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Six Sigma Green Belt: Project Examples

Instructor: Brianna Whiting
There are many different levels of Six Sigma. This lesson focuses on the Green Belt certification and the projects they might take on for their company.

What is Six Sigma?

Companies always want to cut costs. But what is an effective way to do so? While there are many ideas that may come to mind, one method many companies are turning to is Six Sigma. Six Sigma is the process of trying to remove any variations or defects in the processes of a company. Defects cause a company to have to correct or replace defective products which cost a company money. So, by implementing Six Sigma, a company is able to remove or at least reduce their wasteful practices. This is done by means of projects and are completed by those that hold a certification of Six Sigma. Come along as we look at some project examples of Six Sigma, particularly those projects of individuals that are Green Belt certified.

Green Belts

So you may be wondering what a Green Belt is? Well, a Green Belt is someone who has been trained in Six Sigma practices and can help lead improvement processes and projects. Green Belts are responsible for leading projects part time. They understand basic Six Sigma calculations and are instrumental in assisting with collection of data. Because Black Belts are the next level of certification, Green Belts help Black Belts when needed.

Projects for Green Belts

Now that we know what a Green Belt is, let's take a moment to look at some potential projects for that level of certification.

Characteristics

There are many characteristics that a good Green Belt project possesses. First, projects should improve processes that are already being implemented. This means taking activities that are necessary to create an output and making them better. Next, the project should address quality issues like defects, complaints by customers, lost time, returns, and even extra inventory. This ties into the third major characteristic of reducing waste. Waste can be anything like excess inventory, excess time waiting during a process, excess processing, and not using workers to their full potential.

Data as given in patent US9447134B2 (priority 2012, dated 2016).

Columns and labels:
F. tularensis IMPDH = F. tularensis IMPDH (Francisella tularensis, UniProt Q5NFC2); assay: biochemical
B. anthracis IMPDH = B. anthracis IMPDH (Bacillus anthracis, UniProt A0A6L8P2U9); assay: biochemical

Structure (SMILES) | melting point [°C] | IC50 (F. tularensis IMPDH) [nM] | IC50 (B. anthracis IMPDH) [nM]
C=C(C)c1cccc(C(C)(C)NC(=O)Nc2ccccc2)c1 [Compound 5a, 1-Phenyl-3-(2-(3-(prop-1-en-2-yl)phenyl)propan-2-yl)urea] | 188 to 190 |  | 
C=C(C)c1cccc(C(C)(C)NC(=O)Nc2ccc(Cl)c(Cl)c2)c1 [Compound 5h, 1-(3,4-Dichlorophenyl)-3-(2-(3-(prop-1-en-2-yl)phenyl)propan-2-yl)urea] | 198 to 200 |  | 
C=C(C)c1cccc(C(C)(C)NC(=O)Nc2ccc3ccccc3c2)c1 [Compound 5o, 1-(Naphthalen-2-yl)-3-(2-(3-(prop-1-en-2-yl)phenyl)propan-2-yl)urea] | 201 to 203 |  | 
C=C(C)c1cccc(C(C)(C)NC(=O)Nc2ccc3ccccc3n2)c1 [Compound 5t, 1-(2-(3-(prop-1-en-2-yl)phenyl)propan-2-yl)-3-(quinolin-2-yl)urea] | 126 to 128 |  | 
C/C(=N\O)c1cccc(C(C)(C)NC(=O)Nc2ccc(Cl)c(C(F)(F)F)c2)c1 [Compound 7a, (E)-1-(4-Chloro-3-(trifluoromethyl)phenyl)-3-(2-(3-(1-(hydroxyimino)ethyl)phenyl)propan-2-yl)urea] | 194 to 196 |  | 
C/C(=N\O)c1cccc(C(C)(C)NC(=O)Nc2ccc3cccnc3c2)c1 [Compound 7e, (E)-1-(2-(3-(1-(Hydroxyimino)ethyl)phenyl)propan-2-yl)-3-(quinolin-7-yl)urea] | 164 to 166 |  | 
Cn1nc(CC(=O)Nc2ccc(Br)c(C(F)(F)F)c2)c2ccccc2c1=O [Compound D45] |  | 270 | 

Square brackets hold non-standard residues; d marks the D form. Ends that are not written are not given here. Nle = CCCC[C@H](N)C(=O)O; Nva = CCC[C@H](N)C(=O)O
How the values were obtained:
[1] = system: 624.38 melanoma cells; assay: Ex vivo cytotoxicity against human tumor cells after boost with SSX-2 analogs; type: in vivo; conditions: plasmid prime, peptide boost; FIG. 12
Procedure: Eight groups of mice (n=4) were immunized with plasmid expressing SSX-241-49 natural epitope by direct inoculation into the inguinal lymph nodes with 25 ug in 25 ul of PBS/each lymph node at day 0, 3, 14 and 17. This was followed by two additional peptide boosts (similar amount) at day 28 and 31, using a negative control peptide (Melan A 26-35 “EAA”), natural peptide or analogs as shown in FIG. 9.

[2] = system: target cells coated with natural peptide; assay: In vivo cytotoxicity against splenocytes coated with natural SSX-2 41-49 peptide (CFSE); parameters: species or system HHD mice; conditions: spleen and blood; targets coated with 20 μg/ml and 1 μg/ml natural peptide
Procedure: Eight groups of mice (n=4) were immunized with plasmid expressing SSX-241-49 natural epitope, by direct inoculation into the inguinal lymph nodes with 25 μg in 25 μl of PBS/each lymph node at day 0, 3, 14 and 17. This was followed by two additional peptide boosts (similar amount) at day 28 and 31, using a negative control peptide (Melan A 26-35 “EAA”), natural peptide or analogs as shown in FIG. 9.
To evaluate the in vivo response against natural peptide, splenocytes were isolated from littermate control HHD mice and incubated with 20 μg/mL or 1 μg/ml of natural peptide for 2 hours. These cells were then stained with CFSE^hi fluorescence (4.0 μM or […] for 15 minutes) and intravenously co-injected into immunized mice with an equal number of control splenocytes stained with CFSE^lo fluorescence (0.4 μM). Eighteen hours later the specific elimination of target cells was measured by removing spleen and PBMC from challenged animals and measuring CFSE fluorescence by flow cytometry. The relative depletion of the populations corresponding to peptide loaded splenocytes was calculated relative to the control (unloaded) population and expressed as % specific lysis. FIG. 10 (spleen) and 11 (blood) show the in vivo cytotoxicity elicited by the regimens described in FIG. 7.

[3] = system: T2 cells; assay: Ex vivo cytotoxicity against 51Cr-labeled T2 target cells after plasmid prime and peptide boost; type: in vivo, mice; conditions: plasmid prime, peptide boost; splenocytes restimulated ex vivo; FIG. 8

Examples

A good Green Belt project will not only have input and output processes that are identified, but it will also never have a solution that is already determined. After all, if you already knew the solution, then there would be no need for a special project. The following are examples of possible Green Belt projects.

1. Reduce the amount of time to complete a process. For example, trying to find a way to cut one machine or make one machine do the function of both in order to reduce cost and wasted time.

2. Finding ways to reduce the amount of time to hire a new employee. If a company is shorthanded and needs another employee, every day that passes without hiring the much needed employee costs a company money and may even slow production.

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